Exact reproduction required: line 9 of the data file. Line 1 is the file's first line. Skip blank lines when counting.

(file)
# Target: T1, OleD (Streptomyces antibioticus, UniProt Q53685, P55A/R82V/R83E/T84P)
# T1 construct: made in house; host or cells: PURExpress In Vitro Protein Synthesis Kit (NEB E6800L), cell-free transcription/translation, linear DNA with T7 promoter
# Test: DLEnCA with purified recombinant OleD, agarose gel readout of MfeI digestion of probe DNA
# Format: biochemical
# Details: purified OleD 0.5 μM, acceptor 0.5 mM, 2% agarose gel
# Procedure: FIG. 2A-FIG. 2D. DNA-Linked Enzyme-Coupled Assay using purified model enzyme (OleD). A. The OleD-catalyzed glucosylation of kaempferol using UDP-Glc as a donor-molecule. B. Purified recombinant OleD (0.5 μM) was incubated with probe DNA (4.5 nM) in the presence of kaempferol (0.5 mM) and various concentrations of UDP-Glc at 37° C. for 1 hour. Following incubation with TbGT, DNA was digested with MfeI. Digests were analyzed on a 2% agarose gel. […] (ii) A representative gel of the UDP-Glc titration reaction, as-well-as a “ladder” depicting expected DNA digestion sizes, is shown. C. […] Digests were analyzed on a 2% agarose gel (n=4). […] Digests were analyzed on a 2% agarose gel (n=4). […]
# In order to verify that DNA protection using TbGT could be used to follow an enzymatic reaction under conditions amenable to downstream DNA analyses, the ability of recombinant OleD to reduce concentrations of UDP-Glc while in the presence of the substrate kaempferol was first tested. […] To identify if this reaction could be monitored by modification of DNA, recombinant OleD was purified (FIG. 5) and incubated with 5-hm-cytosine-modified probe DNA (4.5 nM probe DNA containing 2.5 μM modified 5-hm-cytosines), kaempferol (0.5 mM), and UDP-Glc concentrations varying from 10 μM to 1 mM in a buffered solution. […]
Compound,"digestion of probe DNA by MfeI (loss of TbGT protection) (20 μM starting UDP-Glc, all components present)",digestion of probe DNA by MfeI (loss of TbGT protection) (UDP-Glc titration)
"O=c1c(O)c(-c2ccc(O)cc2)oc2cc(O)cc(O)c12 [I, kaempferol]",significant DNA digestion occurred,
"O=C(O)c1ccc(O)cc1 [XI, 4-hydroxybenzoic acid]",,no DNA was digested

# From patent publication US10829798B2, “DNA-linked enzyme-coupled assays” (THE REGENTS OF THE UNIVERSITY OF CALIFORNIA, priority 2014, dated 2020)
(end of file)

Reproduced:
"O=c1c(O)c(-c2ccc(O)cc2)oc2cc(O)cc(O)c12 [I, kaempferol]",significant DNA digestion occurred,